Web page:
Of course, judging a CEO’s effectiveness in terms of the myth of Narcissus is only one way to look at things. Equally rewarding is the well-known concept of the alpha male.
The Alpha Male
The next FT article I came across (I don’t get all my ideas from the FT, just most of the better ones…) was today’s review of the book Alpha Male by Kate Ludeman and Eddie Erlandson. This husband and wife team are executive coaches who’ve worked with 1,500 CEO’s. They see the need for those at the top to exhibit confidence and charisma. But they warn:
A great deal of wreckage is caused by boys behaving badly. The healthy ones – well-balanced human beings in full command of their alpha strengths – are natural leaders who are trusted by colleagues, respected by competitors, revered by employees and loved by Wall Street. But other alpha males are risks to their organisations – and sometimes to themselves.
Women CEO’s (like those I profiled here) are not the problem. “Alpha women want to lead, but they don’t necessarily need to rule,” the authors say.
Warning signals to look for in your organization include the way the leader runs meetings (a red flag if they are like an episode of The Apprentice). Beware of a leader who creates a climate of fear and suppresses disagreements and stifles open communication.
There’s more tools available from the authors here.
Alternatives to overblown egos
For every Ted Turner and Dennis Kozlowski (who must appreciate infinite solitude more than most these days) there are plenty of examples of decent CEO’s who don’t confuse their identity with the name on the headquarters building. I came across a couple of articles that showcase the best of the breed – strong leaders who make their biggest impression via bottom-line results.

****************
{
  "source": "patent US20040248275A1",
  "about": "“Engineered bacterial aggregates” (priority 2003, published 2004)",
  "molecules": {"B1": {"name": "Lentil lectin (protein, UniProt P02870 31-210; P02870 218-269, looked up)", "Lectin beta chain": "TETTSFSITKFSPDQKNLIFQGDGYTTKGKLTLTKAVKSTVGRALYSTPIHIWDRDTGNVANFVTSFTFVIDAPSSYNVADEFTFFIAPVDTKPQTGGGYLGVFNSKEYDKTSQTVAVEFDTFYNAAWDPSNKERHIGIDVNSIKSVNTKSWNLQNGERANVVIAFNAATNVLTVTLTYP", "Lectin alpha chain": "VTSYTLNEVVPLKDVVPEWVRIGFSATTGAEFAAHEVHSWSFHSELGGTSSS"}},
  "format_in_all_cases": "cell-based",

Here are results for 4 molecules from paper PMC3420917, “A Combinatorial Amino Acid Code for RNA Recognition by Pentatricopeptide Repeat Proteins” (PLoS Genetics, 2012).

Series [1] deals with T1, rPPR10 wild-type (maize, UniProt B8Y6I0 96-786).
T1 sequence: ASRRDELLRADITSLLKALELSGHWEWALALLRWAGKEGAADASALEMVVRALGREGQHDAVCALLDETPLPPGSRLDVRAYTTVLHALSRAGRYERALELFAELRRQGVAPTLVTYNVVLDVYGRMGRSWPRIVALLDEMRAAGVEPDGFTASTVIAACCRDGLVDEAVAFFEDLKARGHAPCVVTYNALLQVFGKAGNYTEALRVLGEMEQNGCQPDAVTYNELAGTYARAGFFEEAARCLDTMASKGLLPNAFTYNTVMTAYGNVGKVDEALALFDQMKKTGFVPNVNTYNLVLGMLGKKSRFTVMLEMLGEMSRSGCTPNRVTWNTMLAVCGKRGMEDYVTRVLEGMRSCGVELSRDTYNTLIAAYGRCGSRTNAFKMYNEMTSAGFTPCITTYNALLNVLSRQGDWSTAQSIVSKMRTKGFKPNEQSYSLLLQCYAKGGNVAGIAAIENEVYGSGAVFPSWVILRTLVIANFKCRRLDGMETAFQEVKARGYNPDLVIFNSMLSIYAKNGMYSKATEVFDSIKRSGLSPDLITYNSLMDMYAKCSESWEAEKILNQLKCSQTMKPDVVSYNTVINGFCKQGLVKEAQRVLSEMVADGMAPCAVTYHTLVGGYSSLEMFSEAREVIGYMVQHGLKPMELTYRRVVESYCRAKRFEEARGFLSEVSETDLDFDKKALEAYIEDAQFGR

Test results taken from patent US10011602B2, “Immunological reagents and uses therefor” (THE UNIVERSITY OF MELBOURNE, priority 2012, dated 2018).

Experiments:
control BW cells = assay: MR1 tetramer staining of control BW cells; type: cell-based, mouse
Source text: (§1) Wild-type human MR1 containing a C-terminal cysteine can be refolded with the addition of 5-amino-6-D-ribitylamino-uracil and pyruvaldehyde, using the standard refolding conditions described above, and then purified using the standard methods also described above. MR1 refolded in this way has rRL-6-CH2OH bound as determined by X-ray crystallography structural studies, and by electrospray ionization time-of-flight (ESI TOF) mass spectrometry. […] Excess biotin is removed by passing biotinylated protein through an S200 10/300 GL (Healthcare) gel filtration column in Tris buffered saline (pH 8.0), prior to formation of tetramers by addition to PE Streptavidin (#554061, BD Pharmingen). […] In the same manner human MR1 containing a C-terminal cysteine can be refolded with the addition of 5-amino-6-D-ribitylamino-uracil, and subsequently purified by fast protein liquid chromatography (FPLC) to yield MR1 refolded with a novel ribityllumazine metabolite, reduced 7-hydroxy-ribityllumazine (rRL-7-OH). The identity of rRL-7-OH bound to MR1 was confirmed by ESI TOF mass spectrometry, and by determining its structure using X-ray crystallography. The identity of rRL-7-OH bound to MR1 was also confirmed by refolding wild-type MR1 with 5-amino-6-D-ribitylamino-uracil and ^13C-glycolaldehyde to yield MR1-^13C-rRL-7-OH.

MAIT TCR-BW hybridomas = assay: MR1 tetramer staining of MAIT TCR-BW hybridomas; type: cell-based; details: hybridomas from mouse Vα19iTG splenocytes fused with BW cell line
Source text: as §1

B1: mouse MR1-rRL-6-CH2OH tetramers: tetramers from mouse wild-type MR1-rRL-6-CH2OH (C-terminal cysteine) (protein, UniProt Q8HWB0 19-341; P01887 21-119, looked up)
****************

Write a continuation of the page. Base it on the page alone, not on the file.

Jurgen Hambrecht CEO of BASF was profiled in the FT on Monday:
Mr. Hambrecht describes his role as that of a “conductor” who makes existing parts and players cohere, not a composer who makes and sells something new. “A chemical company doesn’t need a pop star boss,” he says. Indeed, there is no apparent flamboyance to Mr. Hambrecht, who turned 60 last week. With a gaunt runner’s physique, he is used to straight talking. . . “You can’t really associate anything BASF has done in the past three years solely with my person,” he says.
Of course, it could be argued that Germany has an extreme aversion to leaders with outsized egos since things went pear-shaped for the last major player on April 30, 1945.
One of the classic case studies in contrasting management styles has to be playing out at Hewlett-Packard.
Management consultant Tony Paradiso cast a critical eye on some outsized ego’s in a recent article. He then observes the stark contrast in style and performance between the current HP CEO and his predecessor:
After ridding themselves of the self-absorb (sic) Fiorina, Hewlett-Packard hired Hurd. That was a priceless decision. Unlike his predecessor, Hurd didn’t feature himself in an advertising campaign. In fact, he purposefully kept a low public relations profile. Silly Mark; instead of directing his PR department to hype his arrival, he simply did his job. That involved laying thousands off and restructuring the company. The result: Exceeding financial expectations for five consecutive quarters.
My hope is that fewer of the captains of industry will fall prey to the cautions of Agamemnon and more will heed Beatrice’s wisdom:
What fire is in mine ears? Can this be true?
Stand I condemn’d for pride and scorn so much?
Contempt, farewell! and maiden pride, adieu!
No glory lives behind the back of such.
Shakespeare: Much Ado About Nothing: III, i